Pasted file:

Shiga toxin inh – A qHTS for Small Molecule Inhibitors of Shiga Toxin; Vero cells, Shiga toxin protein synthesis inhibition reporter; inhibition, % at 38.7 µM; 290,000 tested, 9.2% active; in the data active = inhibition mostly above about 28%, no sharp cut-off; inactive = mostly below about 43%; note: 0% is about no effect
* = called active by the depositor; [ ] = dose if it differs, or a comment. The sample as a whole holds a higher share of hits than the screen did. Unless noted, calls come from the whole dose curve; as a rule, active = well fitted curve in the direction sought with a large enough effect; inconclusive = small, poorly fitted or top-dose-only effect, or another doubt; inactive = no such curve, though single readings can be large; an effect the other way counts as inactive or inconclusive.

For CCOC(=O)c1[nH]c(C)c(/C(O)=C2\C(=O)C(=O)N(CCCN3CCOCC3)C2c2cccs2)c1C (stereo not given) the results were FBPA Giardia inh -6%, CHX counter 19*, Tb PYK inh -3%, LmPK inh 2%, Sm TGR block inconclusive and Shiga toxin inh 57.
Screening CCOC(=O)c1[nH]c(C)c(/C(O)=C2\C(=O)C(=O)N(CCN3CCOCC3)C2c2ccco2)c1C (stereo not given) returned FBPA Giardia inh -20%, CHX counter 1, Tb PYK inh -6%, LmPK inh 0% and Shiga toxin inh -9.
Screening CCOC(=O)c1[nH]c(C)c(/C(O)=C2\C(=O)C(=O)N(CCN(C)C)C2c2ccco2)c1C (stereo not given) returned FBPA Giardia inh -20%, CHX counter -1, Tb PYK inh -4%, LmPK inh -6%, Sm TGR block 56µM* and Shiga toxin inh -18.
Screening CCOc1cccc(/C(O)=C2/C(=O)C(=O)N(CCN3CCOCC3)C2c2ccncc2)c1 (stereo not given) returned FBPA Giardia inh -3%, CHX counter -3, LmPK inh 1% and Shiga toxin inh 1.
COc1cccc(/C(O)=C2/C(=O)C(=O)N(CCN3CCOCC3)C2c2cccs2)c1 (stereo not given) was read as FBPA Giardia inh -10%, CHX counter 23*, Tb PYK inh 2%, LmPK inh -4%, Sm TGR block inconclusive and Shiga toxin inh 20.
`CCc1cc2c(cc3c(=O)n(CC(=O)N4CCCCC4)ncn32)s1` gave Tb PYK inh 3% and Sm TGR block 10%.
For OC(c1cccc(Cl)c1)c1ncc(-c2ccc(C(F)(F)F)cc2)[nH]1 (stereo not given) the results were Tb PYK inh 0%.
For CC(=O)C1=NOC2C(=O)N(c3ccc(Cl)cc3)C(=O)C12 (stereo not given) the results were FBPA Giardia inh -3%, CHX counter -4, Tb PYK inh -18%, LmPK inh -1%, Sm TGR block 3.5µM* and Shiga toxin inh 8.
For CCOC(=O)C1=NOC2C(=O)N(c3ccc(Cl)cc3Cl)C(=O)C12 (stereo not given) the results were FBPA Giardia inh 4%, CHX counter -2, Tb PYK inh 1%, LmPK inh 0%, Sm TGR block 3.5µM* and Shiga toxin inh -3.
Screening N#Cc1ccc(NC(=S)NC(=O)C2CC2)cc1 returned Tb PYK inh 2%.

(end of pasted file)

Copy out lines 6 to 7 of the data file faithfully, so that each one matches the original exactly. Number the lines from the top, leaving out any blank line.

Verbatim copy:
Screening CCOc1cccc(/C(O)=C2/C(=O)C(=O)N(CCN3CCOCC3)C2c2ccncc2)c1 (stereo not given) returned FBPA Giardia inh -3%, CHX counter -3, LmPK inh 1% and Shiga toxin inh 1.
COc1cccc(/C(O)=C2/C(=O)C(=O)N(CCN3CCOCC3)C2c2cccs2)c1 (stereo not given) was read as FBPA Giardia inh -10%, CHX counter 23*, Tb PYK inh 2%, LmPK inh -4%, Sm TGR block inconclusive and Shiga toxin inh 20.